This is your Income Tax Return (ITR). For working solo parents, your company should be able to provide you with your latest ITR. Otherwise (for stay-at-home and work-from-home parents), the DSWD worker will be able to identify what document you can file in place of an ITR. (Read more about a quick guide on financial support for solo parents.)

    3. Proof of your solo parent status
      This differs depending on your situation. If you're a widow, for example, this can be your spouse's death certificate. This can also be a declaration of nullity of marriage or a medical certificate for parents with a spouse who is incapacitated.

      If you are separated de facto from your spouse, meaning your separation was not recognized by the court, you may submit a certificate issued by your Barangay Captain indicating your circumstances as a solo parent, according to the Philippine Statistics Authority (PSA).

    4. Birth certificate/s of your child/children

    5. Filled up Solo Parent ID application for
      To be provided upon presentation and submission of requirements
    watch now

    Note: Parents with OFW spouses are not considered solo parents unless the other parent who is abroad has not been in contact with the family for at least a year.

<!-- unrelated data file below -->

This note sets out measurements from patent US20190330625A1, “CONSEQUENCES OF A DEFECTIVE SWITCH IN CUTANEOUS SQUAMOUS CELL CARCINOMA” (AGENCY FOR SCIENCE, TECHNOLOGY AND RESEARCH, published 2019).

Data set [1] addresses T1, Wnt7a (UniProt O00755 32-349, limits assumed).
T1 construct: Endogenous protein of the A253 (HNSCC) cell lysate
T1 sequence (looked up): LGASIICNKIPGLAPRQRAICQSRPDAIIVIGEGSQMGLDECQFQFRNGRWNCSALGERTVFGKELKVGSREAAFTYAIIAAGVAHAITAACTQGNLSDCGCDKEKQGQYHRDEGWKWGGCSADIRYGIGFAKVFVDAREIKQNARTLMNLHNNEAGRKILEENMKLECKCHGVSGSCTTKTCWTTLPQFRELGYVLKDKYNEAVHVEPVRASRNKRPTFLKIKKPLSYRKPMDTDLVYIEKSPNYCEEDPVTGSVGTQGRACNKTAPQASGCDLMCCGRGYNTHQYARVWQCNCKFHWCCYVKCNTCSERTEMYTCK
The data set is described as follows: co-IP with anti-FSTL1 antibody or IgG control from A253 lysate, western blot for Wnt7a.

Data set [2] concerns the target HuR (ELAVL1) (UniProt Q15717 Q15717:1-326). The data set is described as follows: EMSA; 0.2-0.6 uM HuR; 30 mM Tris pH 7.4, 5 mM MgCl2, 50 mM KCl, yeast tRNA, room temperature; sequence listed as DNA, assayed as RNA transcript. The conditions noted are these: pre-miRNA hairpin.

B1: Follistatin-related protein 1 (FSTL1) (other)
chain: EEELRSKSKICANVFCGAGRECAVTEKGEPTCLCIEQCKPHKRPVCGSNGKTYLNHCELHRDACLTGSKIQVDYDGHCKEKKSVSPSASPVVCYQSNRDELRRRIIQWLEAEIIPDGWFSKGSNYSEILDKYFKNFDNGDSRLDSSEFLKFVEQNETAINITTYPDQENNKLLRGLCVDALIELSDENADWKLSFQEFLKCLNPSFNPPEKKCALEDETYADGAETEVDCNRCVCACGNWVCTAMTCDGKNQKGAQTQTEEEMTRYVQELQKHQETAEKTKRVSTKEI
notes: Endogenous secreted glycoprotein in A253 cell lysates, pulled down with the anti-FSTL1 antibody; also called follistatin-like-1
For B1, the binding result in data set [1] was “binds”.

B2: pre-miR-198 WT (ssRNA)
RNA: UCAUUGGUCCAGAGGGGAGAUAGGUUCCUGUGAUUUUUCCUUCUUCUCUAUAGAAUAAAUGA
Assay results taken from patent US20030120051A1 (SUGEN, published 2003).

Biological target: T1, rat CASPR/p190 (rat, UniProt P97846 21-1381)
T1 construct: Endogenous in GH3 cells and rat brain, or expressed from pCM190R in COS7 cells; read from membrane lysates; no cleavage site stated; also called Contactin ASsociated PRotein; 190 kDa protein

Step 2: Submit your documents

    Head to your city or province's city/municipal social welfare and development office (check with City Hall). Your documents will be assessed and evaluated here by a social worker. It can take up to 30 days before your ID is issued.

    Note: a Solo Parent ID is valid for one year and is renewable.

    What other parents are reading

    Benefits of having a Solo Parent ID

    Present your ID to avail of these benefits.

    Flexible work schedule

    The benefit of a flexible work schedule can mean that you may ask your employer for an earlier or later time-in and time-out to suit your needs as a solo parent. This is considering that it will not affect core work hours (as defined by the employer) and individual and company productivity.


    Parental leave (7 days)

    As a solo parent, you are entitled to an additional seven days of solo parent leave from work every year. This is provided that you have worked for your employer for at least a year and you have given at least a week's notice prior. The leaves are non-cumulative and not convertible to cash. More FAQs on solo parent leave answered here.

    Protection against work discrimination

    “No employer shall discriminate against any solo parent employee with respect to terms and conditions of employment on account of his/her status,” as stated in RA 8972.

    If applicable, additional support and assistance

    If the parent falls below the poverty threshold (as set by the National Economic and Development Authority) and is deemed eligible by a DSWD worker, the parent can avail of educational, housing, and medical benefits and assistance from the following agencies: Department of Health (DOH), Commission on Higher Education (CHED), Technical Education and Skills Development Authority (TESDA), and the National Housing Authority (NHA).


    Be aware of all the benefits and privileges a solo parent is entitled to by law by reading the full Solo Parents’ Welfare Act of 2000 here.

    Photo is used with permission from Mommy Donna who is a solo mom and runs the blog Homeschoolerkib.blogspot.com.

    What other parents are reading

View More Stories About
Trending in Summit Network
View more articles